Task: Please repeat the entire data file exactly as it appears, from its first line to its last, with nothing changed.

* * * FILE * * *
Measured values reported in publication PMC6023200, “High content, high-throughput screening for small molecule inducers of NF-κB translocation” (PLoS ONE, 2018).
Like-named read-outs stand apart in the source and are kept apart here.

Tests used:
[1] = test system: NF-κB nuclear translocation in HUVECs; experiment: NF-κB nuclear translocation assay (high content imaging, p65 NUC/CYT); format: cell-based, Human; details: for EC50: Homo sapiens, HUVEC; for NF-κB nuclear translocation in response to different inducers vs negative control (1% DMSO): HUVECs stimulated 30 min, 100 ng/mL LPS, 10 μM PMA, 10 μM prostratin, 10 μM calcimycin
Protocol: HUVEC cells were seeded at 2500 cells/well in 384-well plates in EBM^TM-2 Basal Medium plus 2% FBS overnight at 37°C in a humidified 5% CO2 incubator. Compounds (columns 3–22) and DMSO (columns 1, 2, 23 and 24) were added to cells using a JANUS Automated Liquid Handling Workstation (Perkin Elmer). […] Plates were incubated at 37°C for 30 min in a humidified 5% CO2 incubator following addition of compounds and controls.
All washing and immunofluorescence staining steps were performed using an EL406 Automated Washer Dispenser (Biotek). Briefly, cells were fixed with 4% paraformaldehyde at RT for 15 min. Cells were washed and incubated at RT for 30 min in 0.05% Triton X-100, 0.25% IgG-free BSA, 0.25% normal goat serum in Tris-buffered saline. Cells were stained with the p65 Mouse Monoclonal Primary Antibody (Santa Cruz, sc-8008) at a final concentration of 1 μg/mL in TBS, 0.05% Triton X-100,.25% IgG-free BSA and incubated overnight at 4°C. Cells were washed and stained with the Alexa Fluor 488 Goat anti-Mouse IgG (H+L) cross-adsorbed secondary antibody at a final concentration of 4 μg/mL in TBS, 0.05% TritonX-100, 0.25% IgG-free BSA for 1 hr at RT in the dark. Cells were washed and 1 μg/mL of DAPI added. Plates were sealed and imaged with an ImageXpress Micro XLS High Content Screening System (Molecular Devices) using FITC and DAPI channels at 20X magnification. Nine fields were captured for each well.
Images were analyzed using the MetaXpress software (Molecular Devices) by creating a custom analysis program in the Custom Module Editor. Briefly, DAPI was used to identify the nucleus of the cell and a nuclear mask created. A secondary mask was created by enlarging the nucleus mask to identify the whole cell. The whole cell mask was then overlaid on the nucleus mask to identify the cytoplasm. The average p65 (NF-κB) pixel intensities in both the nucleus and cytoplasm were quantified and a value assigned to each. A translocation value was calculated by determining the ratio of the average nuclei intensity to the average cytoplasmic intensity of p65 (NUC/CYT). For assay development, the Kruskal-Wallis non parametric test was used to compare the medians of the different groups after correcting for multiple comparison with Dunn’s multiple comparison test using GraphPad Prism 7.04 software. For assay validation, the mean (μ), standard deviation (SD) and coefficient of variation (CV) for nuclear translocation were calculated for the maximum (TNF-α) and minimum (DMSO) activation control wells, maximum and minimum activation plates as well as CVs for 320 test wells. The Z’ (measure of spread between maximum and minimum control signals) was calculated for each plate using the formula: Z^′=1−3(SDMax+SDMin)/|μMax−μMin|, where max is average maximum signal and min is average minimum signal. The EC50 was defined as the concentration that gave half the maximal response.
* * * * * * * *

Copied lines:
Measured values reported in publication PMC6023200, “High content, high-throughput screening for small molecule inducers of NF-κB translocation” (PLoS ONE, 2018).
Like-named read-outs stand apart in the source and are kept apart here.

Tests used:
[1] = test system: NF-κB nuclear translocation in HUVECs; experiment: NF-κB nuclear translocation assay (high content imaging, p65 NUC/CYT); format: cell-based, Human; details: for EC50: Homo sapiens, HUVEC; for NF-κB nuclear translocation in response to different inducers vs negative control (1% DMSO): HUVECs stimulated 30 min, 100 ng/mL LPS, 10 μM PMA, 10 μM prostratin, 10 μM calcimycin
Protocol: HUVEC cells were seeded at 2500 cells/well in 384-well plates in EBM^TM-2 Basal Medium plus 2% FBS overnight at 37°C in a humidified 5% CO2 incubator. Compounds (columns 3–22) and DMSO (columns 1, 2, 23 and 24) were added to cells using a JANUS Automated Liquid Handling Workstation (Perkin Elmer). […] Plates were incubated at 37°C for 30 min in a humidified 5% CO2 incubator following addition of compounds and controls.
All washing and immunofluorescence staining steps were performed using an EL406 Automated Washer Dispenser (Biotek). Briefly, cells were fixed with 4% paraformaldehyde at RT for 15 min. Cells were washed and incubated at RT for 30 min in 0.05% Triton X-100, 0.25% IgG-free BSA, 0.25% normal goat serum in Tris-buffered saline. Cells were stained with the p65 Mouse Monoclonal Primary Antibody (Santa Cruz, sc-8008) at a final concentration of 1 μg/mL in TBS, 0.05% Triton X-100,.25% IgG-free BSA and incubated overnight at 4°C. Cells were washed and stained with the Alexa Fluor 488 Goat anti-Mouse IgG (H+L) cross-adsorbed secondary antibody at a final concentration of 4 μg/mL in TBS, 0.05% TritonX-100, 0.25% IgG-free BSA for 1 hr at RT in the dark. Cells were washed and 1 μg/mL of DAPI added. Plates were sealed and imaged with an ImageXpress Micro XLS High Content Screening System (Molecular Devices) using FITC and DAPI channels at 20X magnification. Nine fields were captured for each well.
Images were analyzed using the MetaXpress software (Molecular Devices) by creating a custom analysis program in the Custom Module Editor. Briefly, DAPI was used to identify the nucleus of the cell and a nuclear mask created. A secondary mask was created by enlarging the nucleus mask to identify the whole cell. The whole cell mask was then overlaid on the nucleus mask to identify the cytoplasm. The average p65 (NF-κB) pixel intensities in both the nucleus and cytoplasm were quantified and a value assigned to each. A translocation value was calculated by determining the ratio of the average nuclei intensity to the average cytoplasmic intensity of p65 (NUC/CYT). For assay development, the Kruskal-Wallis non parametric test was used to compare the medians of the different groups after correcting for multiple comparison with Dunn’s multiple comparison test using GraphPad Prism 7.04 software. For assay validation, the mean (μ), standard deviation (SD) and coefficient of variation (CV) for nuclear translocation were calculated for the maximum (TNF-α) and minimum (DMSO) activation control wells, maximum and minimum activation plates as well as CVs for 320 test wells. The Z’ (measure of spread between maximum and minimum control signals) was calculated for each plate using the formula: Z^′=1−3(SDMax+SDMin)/|μMax−μMin|, where max is average maximum signal and min is average minimum signal. The EC50 was defined as the concentration that gave half the maximal response.